The string quartet gives us valuable insights into how high-performance teams are able to organize themselves in order to succeed. The characteristics of the quartet apply to larger groups as well, but the principles of organization are the same. The string quartet has four members with very distinctive functions. The 1st violin is the leader and carries the major responsibility within the team. The 2nd violin is the reliable support, providing reinforcement to the 1st violin as well as the viola. It is considered the real leader, with all the inner rhythms and harmonies given with clarity and authority. The viola has its individual voice, provides support and reliability, brings special colour to the quartet. Last but not least, there is the cello, the foundation of the quartet with its steady individual voice, ready to take over leadership tasks at any moment.
Good communication in a string quartet is of the greatest importance. First of all, the individual instruments must achieve an integrated sound. This is accomplished through constant dialogue between the members. Observing and listening to one another are imperatives. The process enhances sensitivity, creativity, imagination and understanding.
Teamwork in a Music Ensemble
Effective communication is the key to success and is made of many qualities: speaking, observing, watching, sensing, understanding, and, most importantly, listening.
Listening is an art and it is the first essential tool musicians use, noticing not only the words that are spoken but also the manner and tone, and interpreting body language as well. Listening within a team of musicians is also achieved through eye contact. Silence is an important feature in the listening process too. Silence gives us the time to think and process what has been said. Come to think of it, my long- time music partners and I have more of a silent dialogue taking place during our rehearsals.
By paying attention to our colleagues we learn more about the people and the work being done.
Talking to each other
Another essential tool is learning to talk to one another. One must accept criticism and and appropriate ways of commenting on one another’s performances, point out deficiencies, e.g. remarking if one is late or not playing correctly while keeping the overall tone positive and constructive. And, likewise, voicing praise if someone is working well. In such an atmosphere, one values the other’s opinion.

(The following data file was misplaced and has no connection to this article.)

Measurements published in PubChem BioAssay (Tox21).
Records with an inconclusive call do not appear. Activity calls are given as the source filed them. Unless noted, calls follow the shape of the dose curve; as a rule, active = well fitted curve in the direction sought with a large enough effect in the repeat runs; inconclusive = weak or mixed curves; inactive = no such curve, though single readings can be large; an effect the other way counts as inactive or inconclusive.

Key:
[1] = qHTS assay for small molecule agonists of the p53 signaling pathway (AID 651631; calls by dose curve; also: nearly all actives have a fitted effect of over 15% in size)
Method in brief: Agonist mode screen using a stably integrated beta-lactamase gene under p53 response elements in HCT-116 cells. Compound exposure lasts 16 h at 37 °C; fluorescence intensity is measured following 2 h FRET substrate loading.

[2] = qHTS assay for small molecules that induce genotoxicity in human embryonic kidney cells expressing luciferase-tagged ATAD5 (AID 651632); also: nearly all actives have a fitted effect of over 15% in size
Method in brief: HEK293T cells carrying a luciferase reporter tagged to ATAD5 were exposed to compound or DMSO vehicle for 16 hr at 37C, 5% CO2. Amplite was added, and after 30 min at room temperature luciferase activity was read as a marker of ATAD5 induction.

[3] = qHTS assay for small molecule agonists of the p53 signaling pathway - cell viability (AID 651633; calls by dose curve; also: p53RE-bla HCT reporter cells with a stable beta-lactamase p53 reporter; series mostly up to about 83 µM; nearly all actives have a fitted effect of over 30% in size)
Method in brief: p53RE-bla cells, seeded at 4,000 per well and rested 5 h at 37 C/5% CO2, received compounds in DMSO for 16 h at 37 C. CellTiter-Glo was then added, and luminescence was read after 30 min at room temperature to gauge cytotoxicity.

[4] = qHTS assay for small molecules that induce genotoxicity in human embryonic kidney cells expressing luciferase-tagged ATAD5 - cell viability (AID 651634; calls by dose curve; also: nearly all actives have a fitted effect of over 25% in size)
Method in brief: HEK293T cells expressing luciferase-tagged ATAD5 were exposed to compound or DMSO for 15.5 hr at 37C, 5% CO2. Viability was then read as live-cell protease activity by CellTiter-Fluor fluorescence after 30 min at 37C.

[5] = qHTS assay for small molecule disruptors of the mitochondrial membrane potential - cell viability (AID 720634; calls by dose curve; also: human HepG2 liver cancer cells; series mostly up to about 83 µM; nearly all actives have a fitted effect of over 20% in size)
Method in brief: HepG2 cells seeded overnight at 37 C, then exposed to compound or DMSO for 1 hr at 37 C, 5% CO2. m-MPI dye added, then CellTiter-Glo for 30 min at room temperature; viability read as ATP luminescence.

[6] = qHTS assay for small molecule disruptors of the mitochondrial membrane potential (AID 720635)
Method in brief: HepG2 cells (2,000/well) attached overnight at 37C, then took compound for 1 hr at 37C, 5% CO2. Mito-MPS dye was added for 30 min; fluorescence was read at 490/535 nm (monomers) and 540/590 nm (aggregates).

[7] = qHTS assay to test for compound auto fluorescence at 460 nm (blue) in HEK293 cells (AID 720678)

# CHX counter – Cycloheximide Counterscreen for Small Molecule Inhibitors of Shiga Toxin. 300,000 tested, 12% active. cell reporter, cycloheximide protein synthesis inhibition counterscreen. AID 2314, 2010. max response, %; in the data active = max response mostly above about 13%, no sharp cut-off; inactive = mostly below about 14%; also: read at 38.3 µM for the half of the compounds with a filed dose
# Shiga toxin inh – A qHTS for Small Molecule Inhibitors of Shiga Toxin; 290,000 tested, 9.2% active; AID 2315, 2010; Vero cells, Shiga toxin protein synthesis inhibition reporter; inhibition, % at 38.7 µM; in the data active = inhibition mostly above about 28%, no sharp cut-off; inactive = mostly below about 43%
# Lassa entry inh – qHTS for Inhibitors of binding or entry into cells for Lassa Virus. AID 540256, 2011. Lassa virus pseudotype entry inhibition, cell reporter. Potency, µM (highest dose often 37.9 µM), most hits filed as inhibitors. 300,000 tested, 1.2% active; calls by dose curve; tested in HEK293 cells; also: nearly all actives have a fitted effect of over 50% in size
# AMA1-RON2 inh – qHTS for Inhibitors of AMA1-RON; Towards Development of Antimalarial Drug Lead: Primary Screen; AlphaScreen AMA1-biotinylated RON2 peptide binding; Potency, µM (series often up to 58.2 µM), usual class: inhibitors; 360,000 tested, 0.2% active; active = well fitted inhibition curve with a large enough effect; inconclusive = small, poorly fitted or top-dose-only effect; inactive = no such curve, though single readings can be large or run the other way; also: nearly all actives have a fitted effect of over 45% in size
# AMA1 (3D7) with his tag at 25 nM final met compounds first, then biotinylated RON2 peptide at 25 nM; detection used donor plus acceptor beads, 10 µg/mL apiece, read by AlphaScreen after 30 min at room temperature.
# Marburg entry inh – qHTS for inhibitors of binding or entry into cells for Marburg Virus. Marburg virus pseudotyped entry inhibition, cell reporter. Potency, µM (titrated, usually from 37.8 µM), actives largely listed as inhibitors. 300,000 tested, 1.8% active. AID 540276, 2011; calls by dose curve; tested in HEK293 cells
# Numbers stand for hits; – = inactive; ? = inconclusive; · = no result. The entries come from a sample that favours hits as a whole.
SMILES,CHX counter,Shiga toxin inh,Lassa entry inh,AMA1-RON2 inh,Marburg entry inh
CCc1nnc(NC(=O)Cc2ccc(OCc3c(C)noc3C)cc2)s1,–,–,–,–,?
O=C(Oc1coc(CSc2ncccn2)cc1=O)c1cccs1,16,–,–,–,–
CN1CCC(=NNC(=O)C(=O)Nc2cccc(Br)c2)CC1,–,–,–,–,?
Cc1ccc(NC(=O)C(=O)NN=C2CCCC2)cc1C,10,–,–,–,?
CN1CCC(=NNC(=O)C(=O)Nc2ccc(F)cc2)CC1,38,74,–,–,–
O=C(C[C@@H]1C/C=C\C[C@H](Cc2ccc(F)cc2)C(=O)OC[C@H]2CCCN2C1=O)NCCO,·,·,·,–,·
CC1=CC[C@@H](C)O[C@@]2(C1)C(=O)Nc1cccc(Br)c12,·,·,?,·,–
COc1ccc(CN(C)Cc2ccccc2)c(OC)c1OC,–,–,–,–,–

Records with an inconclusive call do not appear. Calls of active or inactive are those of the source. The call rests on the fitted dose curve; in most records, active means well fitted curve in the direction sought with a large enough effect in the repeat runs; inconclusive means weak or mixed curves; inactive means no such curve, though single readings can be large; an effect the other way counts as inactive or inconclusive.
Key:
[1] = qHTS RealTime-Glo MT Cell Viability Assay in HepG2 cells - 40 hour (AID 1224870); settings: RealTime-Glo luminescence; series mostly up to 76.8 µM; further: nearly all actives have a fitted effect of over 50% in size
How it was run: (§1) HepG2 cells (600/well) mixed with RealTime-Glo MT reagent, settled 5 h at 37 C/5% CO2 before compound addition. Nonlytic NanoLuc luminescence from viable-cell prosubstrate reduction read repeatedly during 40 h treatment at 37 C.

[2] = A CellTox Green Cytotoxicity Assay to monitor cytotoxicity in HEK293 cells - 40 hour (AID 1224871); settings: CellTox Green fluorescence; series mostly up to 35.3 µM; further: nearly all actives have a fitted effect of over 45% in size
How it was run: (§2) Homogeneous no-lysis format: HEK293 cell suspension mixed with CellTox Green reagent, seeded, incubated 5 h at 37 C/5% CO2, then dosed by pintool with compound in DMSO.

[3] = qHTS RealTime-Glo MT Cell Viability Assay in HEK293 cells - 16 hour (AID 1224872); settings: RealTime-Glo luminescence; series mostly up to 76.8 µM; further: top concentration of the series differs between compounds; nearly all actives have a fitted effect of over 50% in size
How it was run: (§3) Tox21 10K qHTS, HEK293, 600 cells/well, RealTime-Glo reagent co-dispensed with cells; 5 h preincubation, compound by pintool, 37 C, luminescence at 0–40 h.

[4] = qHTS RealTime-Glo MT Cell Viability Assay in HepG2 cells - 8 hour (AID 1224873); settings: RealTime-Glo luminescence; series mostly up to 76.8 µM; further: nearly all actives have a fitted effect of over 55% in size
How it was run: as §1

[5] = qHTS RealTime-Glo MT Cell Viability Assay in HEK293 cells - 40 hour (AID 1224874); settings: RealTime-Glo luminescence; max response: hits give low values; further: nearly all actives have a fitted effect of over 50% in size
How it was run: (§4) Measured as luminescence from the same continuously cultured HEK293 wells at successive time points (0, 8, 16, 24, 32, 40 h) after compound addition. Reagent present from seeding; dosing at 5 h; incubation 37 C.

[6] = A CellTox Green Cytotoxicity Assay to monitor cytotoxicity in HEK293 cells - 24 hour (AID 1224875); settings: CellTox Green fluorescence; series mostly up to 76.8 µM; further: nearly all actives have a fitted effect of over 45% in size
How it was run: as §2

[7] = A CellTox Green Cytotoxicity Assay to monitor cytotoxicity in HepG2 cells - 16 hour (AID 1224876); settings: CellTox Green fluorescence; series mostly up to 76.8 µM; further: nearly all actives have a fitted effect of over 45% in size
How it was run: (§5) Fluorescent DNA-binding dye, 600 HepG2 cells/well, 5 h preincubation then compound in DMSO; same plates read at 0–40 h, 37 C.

Relating to one another
It is surprising how we tend to be confined to our little worlds, turned away from the others in the group without realizing it. Musicians are very easily inclined to hide behind their music stands. Similarly, members of business teams participating in teambuilding exercises based on music were surprised to discover how their performance suffered while they were turned away from one another, and how establishing consistent eye contact helped improve team performance.
I believe the most valuable lesson we can learn from music is that each of us in a team has something special to give, that we must become aware of and find joy in other people’s achievements and strengths. The result can only be a successful, winning and empowering team.
The ultimate goal of teamwork from the musical perspective is to achieve an “upper, outer voice”, a corporate personality that is more than the sum of its parts. As Steve Jobs using the Beatles, a quartet, as a model for business pointed out: “4 guys who kept each other’s negative tendencies in check, they balanced each other, and the sum was greater, the total was greater than the sum of the parts. And that’s how I see business.
By Bibi Pelić
The author, an individual member of the Chamber, is a violinist. She also lectures on the history of music as well as on music as a source of inspiration for successful management.